Ace it with flash!

Claire Gillo serves up her guide to freez­ing ac­tion with mo­tion blur

NPhoto - - Special Feature -

Freeze ac­tion and cap­ture mo­tion blur in a sin­gle shot – just set up your off-cam­era flash for rear cur­tain sync

Freez­ing ac­tion and cap­tur­ing mo­tion blur at the same time may sound like a con­tra­dic­tion but it is pos­si­ble if you use an ex­ter­nal flash. The shut­ter speed en­ables you to cap­ture the mo­tion blur, and the flash freezes the ac­tion.

For this tu­to­rial, as well as a flash­gun you’ll need a wide-an­gle lens. You’ll also need a model who is happy to serve ball af­ter ball. We had ten­nis coach Martin Wright as ours, and he was per­fect as he was able to serve end­lessly on cue. The trick with this shoot is to tell your player where you want them to hit the ball. Place mark­ers on the ground so they know the spot to aim for.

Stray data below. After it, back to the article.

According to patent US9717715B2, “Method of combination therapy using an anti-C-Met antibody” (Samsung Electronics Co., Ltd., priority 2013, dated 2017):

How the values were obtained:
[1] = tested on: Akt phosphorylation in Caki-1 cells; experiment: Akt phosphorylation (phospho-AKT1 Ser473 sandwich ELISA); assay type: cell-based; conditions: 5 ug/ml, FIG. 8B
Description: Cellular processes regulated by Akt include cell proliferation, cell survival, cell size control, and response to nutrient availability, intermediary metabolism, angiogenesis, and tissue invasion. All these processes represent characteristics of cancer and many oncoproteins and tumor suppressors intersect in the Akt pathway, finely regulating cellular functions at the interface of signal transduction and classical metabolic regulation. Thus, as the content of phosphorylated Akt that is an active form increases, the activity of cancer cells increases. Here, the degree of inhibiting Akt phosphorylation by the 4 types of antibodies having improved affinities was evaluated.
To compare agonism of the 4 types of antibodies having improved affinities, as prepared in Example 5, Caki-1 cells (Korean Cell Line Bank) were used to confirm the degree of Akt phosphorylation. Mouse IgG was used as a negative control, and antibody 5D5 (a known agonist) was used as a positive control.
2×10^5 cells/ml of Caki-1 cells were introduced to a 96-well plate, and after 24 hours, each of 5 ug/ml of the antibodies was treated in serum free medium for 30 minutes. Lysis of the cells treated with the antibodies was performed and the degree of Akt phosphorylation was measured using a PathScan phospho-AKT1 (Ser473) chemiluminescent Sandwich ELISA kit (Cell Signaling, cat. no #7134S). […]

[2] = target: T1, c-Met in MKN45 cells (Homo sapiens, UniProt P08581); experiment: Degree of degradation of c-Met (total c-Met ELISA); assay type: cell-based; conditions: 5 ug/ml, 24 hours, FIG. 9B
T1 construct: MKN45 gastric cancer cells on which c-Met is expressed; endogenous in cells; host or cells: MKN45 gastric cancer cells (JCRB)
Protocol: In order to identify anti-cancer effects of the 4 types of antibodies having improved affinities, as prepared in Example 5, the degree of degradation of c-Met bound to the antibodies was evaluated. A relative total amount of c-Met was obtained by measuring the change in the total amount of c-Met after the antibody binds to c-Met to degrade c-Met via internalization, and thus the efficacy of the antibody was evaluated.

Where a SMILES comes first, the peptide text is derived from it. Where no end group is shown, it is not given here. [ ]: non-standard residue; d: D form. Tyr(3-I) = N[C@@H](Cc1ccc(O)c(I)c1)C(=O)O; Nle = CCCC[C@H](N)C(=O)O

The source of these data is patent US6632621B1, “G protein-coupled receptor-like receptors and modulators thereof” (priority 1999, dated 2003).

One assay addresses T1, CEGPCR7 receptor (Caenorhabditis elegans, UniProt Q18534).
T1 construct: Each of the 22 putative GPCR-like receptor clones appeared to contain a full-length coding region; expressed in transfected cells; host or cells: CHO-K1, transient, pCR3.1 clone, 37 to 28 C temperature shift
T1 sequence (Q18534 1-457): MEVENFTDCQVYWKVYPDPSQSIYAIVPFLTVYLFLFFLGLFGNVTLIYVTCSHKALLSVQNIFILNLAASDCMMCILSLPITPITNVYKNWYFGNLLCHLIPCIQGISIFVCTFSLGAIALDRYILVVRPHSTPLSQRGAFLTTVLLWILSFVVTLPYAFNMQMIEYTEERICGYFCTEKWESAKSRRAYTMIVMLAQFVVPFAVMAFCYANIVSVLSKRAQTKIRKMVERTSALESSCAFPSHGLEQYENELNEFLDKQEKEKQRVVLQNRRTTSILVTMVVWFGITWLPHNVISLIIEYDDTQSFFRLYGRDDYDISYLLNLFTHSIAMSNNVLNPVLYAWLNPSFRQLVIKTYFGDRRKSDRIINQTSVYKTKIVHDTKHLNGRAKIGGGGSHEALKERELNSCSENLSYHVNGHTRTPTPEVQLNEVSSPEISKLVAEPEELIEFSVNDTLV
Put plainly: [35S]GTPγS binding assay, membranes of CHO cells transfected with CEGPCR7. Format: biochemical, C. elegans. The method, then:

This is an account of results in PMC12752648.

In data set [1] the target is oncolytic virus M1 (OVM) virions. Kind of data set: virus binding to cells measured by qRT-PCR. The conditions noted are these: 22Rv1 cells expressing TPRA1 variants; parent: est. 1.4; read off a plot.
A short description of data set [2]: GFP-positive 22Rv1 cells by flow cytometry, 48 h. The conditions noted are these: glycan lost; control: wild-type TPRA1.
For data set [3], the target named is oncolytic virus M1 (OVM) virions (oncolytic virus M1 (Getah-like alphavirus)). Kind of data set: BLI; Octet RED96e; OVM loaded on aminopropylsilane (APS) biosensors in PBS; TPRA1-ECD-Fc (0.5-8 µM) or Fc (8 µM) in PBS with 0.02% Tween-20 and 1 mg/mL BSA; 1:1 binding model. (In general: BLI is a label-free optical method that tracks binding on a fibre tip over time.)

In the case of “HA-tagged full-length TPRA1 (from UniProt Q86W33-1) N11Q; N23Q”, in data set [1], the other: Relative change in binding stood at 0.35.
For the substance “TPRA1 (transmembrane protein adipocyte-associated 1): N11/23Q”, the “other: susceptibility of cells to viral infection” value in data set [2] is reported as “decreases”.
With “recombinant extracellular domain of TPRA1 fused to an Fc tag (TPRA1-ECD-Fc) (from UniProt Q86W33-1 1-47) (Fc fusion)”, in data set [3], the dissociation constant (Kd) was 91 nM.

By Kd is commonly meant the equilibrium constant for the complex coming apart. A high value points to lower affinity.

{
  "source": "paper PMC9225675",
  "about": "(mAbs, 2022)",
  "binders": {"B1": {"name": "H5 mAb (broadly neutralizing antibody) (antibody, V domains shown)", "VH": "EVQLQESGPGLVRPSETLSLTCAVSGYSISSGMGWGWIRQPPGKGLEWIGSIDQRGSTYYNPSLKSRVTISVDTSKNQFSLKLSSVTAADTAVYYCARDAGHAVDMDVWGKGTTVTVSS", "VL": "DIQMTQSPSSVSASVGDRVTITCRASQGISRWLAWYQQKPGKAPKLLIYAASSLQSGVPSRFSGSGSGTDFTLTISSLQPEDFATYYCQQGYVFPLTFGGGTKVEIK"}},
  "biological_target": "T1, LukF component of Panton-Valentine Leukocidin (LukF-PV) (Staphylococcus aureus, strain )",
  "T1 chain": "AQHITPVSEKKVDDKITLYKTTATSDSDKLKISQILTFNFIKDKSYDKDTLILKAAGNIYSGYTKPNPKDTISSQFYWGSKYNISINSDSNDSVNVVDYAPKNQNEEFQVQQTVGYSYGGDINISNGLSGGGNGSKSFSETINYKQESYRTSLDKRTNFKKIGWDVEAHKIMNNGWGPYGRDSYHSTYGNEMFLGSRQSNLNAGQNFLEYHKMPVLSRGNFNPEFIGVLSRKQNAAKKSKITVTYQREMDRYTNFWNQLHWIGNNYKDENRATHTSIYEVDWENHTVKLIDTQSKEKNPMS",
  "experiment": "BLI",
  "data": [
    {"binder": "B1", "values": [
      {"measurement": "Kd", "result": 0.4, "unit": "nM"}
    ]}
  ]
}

The weather con­di­tions mat­ter. Avoid shoot­ing on a windy day as it’s harder for your model to con­trol the ball. Clouds in the back­ground – fluffy, white ones or dark, stormy ones – cre­ate a more in­ter­est­ing re­sult. We po­si­tioned Martin in front of the sun, which meant his face and body were in shadow. We then lit him from the side with our flash­gun to cre­ate in­tense shad­ows. When pho­tograph­ing sports, shad­ows help ex­ag­ger­ate the mus­cles and form of the body.

So get ready to game, set and match your flash pho­tog­ra­phy skills!

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